The de Nicola Center for Ethics and Culture presented the 2023 Notre Dame Evangelium Vitae Medal—the nation’s most important award for heroes of the pro-life movement—to acclaimed legal philosopher and constitutional and political theorist Robert P. George at a celebration attended by more than 500 guests on April 29, 2023.
George is the McCormick Professor of Jurisprudence and Professor of Politics at Princeton University and the founding director of the James Madison Program in American Ideals and Institutions.
"In his lifetime of work, study, writing, and teaching, Professor George has insisted, valiantly and joyfully—over and again—on the essential dignity of the human person, the role of the law in defending it, and the possibility of our reasoning together in charity to promote it," said O. Carter Snead, director of the de Nicola Center. "Professor George’s patient, persistent demonstration of the right relationship between the civil and moral law has helped to lay the groundwork for a renewed appreciation of the rights of the unborn and an understanding of the proper role of law in defending those rights, following decades of profound injustice.”
"For forty-nine years, five months, and two days, our law taught a gross moral untruth," said George in his remarks at the dinner. "It taught generations of our people that the choice to destroy a child in utero is a basic liberty, indeed a fundamental right; it taught that that the child himself or herself is as nothing—a blob of tissue, a meaningless mass, a mere object, a piece of property rather than a person with dignity and a right to life. That is a false lesson that it is our job to help people to unlearn."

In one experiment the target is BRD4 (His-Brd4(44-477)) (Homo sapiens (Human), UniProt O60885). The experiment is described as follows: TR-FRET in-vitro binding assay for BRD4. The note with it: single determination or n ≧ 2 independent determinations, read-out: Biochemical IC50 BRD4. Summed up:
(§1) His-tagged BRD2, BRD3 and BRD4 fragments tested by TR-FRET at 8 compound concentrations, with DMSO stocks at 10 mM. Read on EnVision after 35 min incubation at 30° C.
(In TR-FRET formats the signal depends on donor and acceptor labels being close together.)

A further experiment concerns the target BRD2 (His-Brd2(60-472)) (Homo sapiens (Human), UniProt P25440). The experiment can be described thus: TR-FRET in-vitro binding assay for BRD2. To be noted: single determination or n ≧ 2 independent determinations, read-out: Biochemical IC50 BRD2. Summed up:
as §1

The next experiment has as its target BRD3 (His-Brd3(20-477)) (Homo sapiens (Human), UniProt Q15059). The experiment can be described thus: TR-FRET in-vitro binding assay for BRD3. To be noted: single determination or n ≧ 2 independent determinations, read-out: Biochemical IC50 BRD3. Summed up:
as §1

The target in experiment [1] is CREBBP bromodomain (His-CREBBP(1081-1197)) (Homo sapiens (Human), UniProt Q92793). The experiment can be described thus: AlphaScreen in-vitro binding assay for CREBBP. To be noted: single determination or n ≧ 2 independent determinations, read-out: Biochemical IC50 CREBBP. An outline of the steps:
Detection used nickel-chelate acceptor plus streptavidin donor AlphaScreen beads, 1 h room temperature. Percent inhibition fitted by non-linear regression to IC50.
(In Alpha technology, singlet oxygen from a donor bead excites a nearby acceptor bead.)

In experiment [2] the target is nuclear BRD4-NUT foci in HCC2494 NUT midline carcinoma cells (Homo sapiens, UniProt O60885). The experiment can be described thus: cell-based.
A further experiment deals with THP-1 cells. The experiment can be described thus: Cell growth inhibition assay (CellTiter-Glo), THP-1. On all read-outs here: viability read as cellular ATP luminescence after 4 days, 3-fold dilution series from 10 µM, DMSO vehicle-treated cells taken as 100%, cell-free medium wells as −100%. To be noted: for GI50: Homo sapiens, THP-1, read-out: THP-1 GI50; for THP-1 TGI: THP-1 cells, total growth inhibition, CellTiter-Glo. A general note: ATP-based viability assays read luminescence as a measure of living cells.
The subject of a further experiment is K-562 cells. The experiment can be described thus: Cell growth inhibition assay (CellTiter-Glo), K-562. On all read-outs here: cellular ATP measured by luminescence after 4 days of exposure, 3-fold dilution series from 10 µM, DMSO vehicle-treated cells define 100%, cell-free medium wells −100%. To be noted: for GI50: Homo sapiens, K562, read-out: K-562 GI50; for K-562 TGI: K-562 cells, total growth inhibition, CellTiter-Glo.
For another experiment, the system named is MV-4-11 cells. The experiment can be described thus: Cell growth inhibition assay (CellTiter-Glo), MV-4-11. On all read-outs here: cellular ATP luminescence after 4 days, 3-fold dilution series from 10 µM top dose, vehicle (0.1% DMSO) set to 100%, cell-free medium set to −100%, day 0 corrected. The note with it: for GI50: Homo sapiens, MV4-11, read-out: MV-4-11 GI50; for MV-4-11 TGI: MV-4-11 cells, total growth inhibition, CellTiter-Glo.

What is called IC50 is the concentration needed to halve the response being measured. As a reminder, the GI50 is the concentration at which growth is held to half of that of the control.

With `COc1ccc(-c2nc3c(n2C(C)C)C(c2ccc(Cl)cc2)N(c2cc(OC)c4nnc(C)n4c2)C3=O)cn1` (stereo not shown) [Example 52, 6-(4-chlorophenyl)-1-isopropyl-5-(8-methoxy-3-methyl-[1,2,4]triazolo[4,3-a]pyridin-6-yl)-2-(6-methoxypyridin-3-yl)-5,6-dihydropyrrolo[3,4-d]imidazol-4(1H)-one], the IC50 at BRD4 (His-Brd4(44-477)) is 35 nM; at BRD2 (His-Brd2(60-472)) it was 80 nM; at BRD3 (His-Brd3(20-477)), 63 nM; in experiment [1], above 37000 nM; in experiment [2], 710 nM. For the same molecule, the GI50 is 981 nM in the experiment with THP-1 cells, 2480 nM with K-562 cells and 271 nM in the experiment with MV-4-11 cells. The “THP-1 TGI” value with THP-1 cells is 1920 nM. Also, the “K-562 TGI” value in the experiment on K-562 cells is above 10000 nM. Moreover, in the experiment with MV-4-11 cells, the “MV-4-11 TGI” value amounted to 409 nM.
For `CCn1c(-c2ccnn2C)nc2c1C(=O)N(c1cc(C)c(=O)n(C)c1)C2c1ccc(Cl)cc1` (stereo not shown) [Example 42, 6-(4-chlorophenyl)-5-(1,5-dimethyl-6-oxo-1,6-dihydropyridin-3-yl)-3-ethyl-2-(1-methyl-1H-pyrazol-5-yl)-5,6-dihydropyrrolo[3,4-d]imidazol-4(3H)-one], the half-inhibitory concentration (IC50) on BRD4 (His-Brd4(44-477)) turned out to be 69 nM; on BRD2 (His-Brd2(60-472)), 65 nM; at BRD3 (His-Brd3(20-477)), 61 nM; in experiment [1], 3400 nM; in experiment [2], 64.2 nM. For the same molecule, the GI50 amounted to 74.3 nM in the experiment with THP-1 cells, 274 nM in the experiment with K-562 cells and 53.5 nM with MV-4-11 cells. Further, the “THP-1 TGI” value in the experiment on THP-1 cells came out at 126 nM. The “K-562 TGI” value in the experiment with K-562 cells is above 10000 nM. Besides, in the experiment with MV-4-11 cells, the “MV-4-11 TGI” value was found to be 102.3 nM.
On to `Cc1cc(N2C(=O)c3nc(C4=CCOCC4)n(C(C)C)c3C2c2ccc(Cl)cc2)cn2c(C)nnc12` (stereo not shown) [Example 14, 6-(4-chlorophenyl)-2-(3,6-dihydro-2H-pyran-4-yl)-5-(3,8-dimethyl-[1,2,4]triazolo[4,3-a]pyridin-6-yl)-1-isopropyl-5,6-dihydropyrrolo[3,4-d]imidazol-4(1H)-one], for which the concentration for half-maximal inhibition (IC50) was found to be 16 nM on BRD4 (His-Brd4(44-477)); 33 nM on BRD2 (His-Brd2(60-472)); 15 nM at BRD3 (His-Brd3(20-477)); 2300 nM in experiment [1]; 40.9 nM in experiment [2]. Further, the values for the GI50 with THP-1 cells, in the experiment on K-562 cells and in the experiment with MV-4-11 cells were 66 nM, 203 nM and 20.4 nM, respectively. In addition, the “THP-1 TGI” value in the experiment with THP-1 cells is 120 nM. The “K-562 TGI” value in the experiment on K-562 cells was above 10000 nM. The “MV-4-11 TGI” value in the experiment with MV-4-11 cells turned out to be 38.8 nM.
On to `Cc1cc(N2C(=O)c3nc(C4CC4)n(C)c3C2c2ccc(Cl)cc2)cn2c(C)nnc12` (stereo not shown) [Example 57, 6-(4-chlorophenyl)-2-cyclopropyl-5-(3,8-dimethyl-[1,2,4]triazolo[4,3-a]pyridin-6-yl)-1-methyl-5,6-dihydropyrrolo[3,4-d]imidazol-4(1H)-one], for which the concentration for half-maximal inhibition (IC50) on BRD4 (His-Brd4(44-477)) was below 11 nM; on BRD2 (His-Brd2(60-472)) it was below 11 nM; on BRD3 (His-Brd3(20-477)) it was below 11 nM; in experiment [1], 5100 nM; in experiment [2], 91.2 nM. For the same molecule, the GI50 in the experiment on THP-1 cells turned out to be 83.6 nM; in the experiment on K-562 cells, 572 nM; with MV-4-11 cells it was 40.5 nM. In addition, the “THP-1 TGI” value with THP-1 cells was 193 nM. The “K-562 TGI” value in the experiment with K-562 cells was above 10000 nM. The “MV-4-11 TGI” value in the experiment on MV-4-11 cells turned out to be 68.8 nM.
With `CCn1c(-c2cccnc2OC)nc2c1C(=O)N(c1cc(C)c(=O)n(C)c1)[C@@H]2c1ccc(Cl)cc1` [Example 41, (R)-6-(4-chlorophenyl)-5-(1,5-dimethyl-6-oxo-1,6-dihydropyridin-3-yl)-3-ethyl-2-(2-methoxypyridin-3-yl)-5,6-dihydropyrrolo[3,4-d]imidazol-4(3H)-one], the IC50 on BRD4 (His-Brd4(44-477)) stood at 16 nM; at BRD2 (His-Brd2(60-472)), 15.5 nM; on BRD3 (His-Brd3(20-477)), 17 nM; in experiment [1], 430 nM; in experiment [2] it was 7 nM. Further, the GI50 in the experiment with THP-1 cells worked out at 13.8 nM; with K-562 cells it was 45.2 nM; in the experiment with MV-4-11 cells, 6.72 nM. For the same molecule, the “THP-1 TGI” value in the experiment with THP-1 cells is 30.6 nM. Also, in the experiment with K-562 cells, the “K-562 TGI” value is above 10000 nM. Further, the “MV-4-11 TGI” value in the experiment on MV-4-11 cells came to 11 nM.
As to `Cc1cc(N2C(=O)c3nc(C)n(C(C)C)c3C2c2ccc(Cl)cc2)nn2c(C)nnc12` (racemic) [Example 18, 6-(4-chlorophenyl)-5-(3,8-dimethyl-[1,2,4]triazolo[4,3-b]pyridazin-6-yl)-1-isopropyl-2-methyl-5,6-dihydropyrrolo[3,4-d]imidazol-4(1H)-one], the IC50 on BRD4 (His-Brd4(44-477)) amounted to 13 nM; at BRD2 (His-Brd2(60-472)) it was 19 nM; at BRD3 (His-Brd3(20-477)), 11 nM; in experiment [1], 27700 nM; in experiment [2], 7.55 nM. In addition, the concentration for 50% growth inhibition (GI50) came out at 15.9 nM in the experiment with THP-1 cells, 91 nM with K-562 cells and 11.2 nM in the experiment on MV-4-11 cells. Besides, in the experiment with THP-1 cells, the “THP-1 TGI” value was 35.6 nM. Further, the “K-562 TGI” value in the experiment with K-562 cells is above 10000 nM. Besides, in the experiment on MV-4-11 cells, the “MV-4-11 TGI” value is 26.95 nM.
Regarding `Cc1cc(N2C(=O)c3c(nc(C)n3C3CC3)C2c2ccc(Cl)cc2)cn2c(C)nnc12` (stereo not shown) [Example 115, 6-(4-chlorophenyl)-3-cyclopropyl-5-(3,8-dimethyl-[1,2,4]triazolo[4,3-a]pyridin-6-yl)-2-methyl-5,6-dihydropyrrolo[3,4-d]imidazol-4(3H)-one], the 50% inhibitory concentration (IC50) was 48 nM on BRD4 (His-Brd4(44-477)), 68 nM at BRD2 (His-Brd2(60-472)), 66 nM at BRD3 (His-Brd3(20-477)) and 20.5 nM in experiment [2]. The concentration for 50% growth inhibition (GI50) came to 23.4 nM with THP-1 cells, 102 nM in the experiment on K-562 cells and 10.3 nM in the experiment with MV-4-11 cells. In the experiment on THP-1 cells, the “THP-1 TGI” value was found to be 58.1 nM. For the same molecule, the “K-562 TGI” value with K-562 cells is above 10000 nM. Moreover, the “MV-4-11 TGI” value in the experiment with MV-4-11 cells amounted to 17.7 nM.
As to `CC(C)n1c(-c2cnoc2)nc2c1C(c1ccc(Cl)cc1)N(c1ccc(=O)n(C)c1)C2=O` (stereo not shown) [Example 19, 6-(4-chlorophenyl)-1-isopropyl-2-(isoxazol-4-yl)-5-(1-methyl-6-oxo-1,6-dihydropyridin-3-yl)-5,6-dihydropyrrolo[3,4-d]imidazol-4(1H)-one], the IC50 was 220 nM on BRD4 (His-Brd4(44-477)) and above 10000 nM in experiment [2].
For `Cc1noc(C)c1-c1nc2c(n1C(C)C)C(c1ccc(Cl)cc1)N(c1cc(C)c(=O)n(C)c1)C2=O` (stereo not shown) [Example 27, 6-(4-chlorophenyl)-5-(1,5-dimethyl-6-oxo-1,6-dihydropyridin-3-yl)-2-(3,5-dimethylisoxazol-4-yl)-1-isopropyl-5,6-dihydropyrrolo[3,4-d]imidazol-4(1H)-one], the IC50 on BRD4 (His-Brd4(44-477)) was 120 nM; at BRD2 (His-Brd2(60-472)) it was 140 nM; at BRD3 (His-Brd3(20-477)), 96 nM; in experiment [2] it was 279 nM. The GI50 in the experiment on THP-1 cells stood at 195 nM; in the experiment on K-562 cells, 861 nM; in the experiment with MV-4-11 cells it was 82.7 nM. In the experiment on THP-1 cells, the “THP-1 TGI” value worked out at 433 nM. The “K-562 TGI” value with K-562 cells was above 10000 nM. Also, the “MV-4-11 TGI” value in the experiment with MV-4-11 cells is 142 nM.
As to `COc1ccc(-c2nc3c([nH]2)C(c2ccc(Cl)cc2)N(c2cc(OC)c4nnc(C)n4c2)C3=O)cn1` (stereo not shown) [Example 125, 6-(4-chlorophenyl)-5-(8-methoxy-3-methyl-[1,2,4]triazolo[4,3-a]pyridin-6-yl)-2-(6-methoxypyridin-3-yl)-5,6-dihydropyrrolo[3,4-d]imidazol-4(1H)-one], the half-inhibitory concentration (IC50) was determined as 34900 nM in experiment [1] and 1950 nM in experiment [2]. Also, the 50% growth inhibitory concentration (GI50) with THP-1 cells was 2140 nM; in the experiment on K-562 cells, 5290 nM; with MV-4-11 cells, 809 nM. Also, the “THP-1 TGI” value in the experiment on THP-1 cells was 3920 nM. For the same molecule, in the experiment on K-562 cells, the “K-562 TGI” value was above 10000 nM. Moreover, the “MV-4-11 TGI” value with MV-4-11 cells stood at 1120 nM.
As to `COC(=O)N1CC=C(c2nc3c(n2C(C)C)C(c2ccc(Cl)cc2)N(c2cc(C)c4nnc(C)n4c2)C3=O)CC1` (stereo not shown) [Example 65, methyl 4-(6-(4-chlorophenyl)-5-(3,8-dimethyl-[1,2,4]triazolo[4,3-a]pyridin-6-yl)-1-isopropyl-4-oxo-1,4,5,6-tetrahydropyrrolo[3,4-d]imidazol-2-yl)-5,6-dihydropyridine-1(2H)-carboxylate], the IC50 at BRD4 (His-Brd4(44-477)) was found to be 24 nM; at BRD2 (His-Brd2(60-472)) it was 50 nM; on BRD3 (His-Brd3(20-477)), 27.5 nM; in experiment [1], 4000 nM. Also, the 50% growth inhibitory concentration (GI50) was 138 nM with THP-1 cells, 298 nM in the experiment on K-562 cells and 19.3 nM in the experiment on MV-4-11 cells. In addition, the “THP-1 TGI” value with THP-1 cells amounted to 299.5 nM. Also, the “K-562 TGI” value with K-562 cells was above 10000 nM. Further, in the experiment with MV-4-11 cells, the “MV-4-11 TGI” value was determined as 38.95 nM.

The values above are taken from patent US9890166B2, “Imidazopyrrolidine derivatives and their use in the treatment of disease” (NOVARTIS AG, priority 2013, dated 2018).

In his homily at the Evangelium Vitae Mass in the Basilica of the Sacred Heart, Bishop Kevin C. Rhoades of the Diocese of Fort Wayne–South Bend noted that George “has been an eloquent witness to the Gospel of life, teaching and defending the truth about the sacred value of human life from its very beginning until its end, a truth that can be recognized in the natural law written in the human heart, known by the light of reason and the hidden action of grace.”
George is a renowned teacher, having taught nearly eight thousand students who have themselves gone on to distinguished careers as scholars, lawyers, judges, politicians, leaders of nonprofits, and journalists. “The public that knows about Robby George knows about his voluminous writings, they know about his advocacy, about his speaking on the lecture circuit. They don't know what an extraordinary teacher and mentor he is to thousands of students who have passed through Princeton,” said Notre Dame Law School Associate Professor Sherif Girgis, himself a former student of George’s. "That's something that I learned from him, the kind of complete generosity with time and resources to mentor people, whatever perspective they come from."
George has authored, co-authored, or edited more than 13 books, including Embryo: A Defense of Human Life (2nd edition, Doubleday, 2011), In Defense of Natural Law (Oxford University Press, 1999), and Making Men Moral (Oxford University Press, 1993). His articles and essays have appeared in popular and scholarly journals, from the Harvard Law Review and the Yale Law Journal to the New York Times, the Wall Street Journal, the Washington Post, First Things, and the Times Literary Supplement. George has spoken throughout the United States and around the world on a wide range of issues in philosophy, law, and politics, including in honorific lectures at Harvard, Yale, University of St. Andrews, and Cornell University.